These syndicated deals provide the entrepreneur with efficient access not only to funding, but also to a set of angel investors with a broad set of skills and a willingness to help the venture post funding.

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To start, the lead investor should be familiar with the industry and work with the startup to understand the basics of the business. The lead should also conduct a thorough background, and potentially criminal, check of the founder. Pre-existing term sheets need to be well understood. If there are issues with the terms, they need to be made transparent before the process commences. The lead investor should come into the deal in a clean way, and not as an advisor who has been compensated with cash or stock. Conflicts are not uncommon and should be disclosed.

The founding team and the lead investor need to work hand in hand during the critical stages in selling a deal to other angel investors: Getting attention, creating interest and due diligence, and closing.


The lead investor’s first task is to attract the attention of the other investors. Angel groups are ready made vehicles to expose opportunities to like minded investors. These investors in turn may have additional, ‘secondary’, ecosystems they are interacting with. The communication with angel group investors largely follows a two step approach starting with an executive summary,  followed by a group presentation. The lead works with the startup on their summary and presentation and uses it as a mechanism to refine the strategy.

Interest and Due Diligence

Angels are interested in new investing opportunities for many different reasons - some believe in certain markets, others in great founders, and others are looking just for good investment opportunities. Ideally, all three come together.

This due diligence phase is also one of discovery for the new angel investors, even if the lead and other angel groups have already done own due diligence. Spending more hours on due diligence correlates with greater returns. Angels want to learn from the entrepreneur, and they also want to learn from each other. They prefer to learn by directly interacting with the founders and with each other in in-person meetings. In this phase, the lead should reach out potential investors who can add significant value but who may not have been interested initially. As the due diligence team attracts other investors, the lead should recruit investors with complementary skills and experience, e.g. in IP law, relevant technology, target market etc. Lead investor and founder should have identified these skills prior to closing, and make the introduction between the startup and these angel investors.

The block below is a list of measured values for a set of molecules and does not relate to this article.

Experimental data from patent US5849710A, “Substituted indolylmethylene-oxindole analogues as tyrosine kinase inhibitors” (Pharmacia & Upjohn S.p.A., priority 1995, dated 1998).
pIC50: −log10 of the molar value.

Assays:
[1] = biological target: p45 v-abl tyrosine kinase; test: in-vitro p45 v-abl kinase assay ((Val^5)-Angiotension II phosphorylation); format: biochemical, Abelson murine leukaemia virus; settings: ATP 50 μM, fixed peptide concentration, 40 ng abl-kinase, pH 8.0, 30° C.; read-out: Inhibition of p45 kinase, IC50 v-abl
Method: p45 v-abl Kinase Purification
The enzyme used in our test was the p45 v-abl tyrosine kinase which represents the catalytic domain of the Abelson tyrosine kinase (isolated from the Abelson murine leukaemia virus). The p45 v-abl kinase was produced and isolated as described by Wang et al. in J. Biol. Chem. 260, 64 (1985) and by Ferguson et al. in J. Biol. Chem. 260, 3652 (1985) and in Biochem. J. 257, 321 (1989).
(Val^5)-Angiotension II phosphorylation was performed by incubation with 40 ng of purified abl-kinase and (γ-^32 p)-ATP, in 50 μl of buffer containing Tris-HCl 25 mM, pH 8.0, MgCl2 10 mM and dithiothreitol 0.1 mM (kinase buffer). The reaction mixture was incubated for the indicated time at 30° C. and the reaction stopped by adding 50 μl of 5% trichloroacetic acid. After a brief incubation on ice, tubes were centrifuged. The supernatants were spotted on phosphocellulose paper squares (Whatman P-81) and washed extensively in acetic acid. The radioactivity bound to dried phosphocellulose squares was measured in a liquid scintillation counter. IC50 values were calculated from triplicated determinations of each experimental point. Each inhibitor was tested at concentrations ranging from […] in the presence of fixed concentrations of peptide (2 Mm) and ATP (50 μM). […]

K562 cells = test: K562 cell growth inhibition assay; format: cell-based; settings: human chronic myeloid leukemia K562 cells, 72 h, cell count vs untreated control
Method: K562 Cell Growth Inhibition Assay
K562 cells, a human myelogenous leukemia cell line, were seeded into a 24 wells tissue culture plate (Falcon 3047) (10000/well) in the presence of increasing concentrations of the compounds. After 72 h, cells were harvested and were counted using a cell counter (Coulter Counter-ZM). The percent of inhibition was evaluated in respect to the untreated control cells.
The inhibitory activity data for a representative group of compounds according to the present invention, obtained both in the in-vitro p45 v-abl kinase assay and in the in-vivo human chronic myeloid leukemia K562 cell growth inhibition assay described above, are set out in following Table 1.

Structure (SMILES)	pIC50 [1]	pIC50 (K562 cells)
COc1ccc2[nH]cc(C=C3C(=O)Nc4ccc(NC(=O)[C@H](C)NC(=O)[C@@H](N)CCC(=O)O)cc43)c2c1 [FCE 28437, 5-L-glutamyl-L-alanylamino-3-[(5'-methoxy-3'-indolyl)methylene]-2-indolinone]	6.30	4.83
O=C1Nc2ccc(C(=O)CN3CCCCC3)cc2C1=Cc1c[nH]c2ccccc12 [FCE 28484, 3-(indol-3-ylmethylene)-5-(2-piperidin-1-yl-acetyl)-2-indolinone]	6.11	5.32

Ideally, the lead investor crafts a short 2-4 page due diligence memo to summarize investment thesis, market size, customer needs, uniqueness and competition, financial projections and funding strategy, exit strategy, deal terms, risks and what needs to be believed, and a leadership assessment - the memo doesn’t have to have the extent of Roelof Botha’s now classic Youtube investment thesis. Expected valuation, existing terms, traction, and team background influence investor interest. The founders should set up a due diligence web site, and the lead investor can organize a  feedback site for the interested investors only. Negative information that is obtained during the process needs to be disclosed.
The number of interested investors is likely to drop significantly during this phase, often as much as 75%. The number of potential investors may matter less than their qualities and contributions: Some angels have great expertise, some are great connectors, and have large funds.

Decision and Action

The due diligence phase has been completed. The lead investor negotiates the terms and changes to the terms on behalf of the other investors and may be negotiating directly with the company's attorney. Preferably, one of the investors groups has their own independent attorney to do the investor negotiations.